A message from the CEO and Chairman of the Board
This past year has been extremely challenging. The COVID-19 pandemic, which spanned virtually the entirety of 2020, continues to take a severe toll on lives and livelihoods around the world. In recognition of this once in a lifetime challenge, we stood in solidarity with other tuberculosis (TB) research leaders on World TB Day this past March in the fight against COVID-19—a stance that is just as critical today as it was almost a year ago.
In this year’s report, Gaining Ground, we detail the progress made under uniquely challenging conditions in developing new treatments that aim to improve the lives of TB sufferers around the world. The fact that we have managed to sustain momentum throughout this 20th anniversary year of the TB Alliance is a tremendous tribute to the dedication, capabilities, and hard work of our partners and staff.
Our treatment for highly drug-resistant forms of TB continued to reach major milestones toward global accessibility. The first regulatory approval in 2019 by the US Food and Drug Administration was followed this past year by approvals from the European Commission and Drug Controller General of India, as well as incorporation into World Health Organization (WHO) guidelines. Operational research programs are now underway in 9 countries, with many more expected to join in 2021 through programs like LIFT-TB, supported by the Republic of Korea through the Global Disease Eradication Fund. We profoundly thank our many partners and donors without whom this unprecedented rate of progress for a new TB drug could never have been achieved. We were also profoundly honored by the Prix Galien Award for Best Pharmaceutical Agent that was bestowed on pretomanid last year.
Despite the numerous headwinds presented by the COVID-19 pandemic, including lockdowns, travel restrictions, closing of TB hospitals, and diversion of TB staff, our three late-stage studies (Nix-TB, ZeNix, and SimpliciTB) have continued to progress well. Enrollment in the studies was completed in 2020 and top-line results will be available in 2021.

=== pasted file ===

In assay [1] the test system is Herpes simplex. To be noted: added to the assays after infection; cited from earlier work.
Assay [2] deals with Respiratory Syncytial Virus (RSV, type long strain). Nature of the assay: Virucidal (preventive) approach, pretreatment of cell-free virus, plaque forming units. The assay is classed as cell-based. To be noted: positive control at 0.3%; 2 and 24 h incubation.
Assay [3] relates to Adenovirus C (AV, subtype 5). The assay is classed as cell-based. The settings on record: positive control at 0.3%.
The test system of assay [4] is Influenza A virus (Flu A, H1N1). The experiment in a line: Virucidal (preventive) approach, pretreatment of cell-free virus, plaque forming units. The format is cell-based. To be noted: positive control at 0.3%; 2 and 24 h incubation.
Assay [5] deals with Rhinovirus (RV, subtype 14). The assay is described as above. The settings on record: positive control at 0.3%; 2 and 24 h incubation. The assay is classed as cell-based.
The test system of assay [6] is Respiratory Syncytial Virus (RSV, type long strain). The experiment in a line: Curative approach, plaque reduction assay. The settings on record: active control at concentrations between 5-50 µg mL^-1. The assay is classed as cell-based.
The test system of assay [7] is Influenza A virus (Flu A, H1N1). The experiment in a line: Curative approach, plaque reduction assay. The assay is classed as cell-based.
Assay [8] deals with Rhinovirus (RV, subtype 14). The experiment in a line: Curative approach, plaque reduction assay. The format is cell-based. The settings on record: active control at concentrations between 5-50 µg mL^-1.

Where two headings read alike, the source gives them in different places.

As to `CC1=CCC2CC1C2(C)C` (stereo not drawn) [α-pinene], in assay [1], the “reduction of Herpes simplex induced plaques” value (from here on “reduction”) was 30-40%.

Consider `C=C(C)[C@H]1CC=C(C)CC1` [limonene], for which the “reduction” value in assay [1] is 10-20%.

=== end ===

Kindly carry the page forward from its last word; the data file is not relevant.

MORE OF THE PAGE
Similarly, multiple challenges arose for compounds in earlier stages of clinical development. Our progression of the drug candidates TBI-223, TBAJ-587, and TBAJ-876 has only been possible because of rapid flexibility on choosing Phase 1 sites that could operate through the COVID-19 pandemic, as well as our engagement with the Innovative Medicines Initiative (IMI). The development of TBA-7371 and sutezolid has also continued through a close partnership with the Gates Medical Research Institute.
"Despite the numerous headwinds presented by the COVID-19 pandemic, our research has continued to progress well."
Our earlier stage research has similarly progressed despite the challenges of COVID-19—this includes our internal TB discovery programs, advances in our National Institutes of Health (NIH) Centers of Excellence for Translational Research program, as well as new research into new treatments for non-tuberculosis mycobacteria with support from the Cystic Fibrosis Foundation.
Our long-term vision, which is more urgent than ever in the wake of COVID-19, is a days- to weeks-long therapy that would serve to lift immense burdens from patients and health care systems alike. We are actively exploring new ways to achieve this beyond the conventional paradigms of antibiotic drug discovery. This includes taking advantage of advances in artificial intelligence and host-directed therapies, such as immunotherapeutics and therapeutic vaccines. We must continue to push the boundaries of scientific advances in fighting TB.
None of these achievements would have been possible without the dedication and determination of our partners, donors, stakeholders, and above all, our clinical trial participants. It is because of this engagement that we can envision a world in which the time it takes to cure TB is measured in days, not months, and ultimately this disease is vanquished.